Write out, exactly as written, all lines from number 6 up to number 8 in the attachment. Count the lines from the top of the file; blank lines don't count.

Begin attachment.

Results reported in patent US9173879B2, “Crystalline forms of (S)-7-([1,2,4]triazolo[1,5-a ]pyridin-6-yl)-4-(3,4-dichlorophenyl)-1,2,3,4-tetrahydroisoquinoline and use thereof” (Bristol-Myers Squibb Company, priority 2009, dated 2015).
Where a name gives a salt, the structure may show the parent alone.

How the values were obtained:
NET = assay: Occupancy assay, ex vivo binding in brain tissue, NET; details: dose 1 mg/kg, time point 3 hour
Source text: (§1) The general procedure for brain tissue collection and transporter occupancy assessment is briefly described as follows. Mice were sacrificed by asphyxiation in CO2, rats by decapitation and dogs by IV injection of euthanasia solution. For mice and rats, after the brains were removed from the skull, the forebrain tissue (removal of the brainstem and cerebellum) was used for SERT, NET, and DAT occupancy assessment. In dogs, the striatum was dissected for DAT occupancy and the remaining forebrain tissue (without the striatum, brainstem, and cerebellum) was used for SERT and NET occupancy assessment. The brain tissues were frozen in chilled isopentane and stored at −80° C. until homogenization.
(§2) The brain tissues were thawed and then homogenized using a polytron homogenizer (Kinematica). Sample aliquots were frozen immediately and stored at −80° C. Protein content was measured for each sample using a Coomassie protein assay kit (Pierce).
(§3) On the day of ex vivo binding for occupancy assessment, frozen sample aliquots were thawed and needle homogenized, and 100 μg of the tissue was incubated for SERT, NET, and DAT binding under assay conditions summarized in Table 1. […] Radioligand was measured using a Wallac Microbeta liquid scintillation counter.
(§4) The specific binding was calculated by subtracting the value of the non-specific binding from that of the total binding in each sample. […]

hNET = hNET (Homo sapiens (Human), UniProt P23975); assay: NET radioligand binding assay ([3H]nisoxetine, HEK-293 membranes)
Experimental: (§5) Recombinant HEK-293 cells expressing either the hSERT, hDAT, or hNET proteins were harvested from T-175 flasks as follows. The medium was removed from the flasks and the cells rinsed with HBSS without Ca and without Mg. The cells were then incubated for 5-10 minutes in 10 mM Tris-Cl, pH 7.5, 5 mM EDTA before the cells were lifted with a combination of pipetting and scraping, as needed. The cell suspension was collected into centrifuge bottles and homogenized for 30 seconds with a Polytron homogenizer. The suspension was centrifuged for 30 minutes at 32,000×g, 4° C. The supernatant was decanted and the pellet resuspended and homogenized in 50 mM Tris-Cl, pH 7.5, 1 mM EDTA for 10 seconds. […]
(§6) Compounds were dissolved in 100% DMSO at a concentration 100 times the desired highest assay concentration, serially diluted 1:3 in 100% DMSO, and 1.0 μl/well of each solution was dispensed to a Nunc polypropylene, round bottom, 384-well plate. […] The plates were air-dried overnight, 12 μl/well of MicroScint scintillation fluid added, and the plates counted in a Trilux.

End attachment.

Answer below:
(§2) The brain tissues were thawed and then homogenized using a polytron homogenizer (Kinematica). Sample aliquots were frozen immediately and stored at −80° C. Protein content was measured for each sample using a Coomassie protein assay kit (Pierce).
(§3) On the day of ex vivo binding for occupancy assessment, frozen sample aliquots were thawed and needle homogenized, and 100 μg of the tissue was incubated for SERT, NET, and DAT binding under assay conditions summarized in Table 1. […] Radioligand was measured using a Wallac Microbeta liquid scintillation counter.
(§4) The specific binding was calculated by subtracting the value of the non-specific binding from that of the total binding in each sample. […]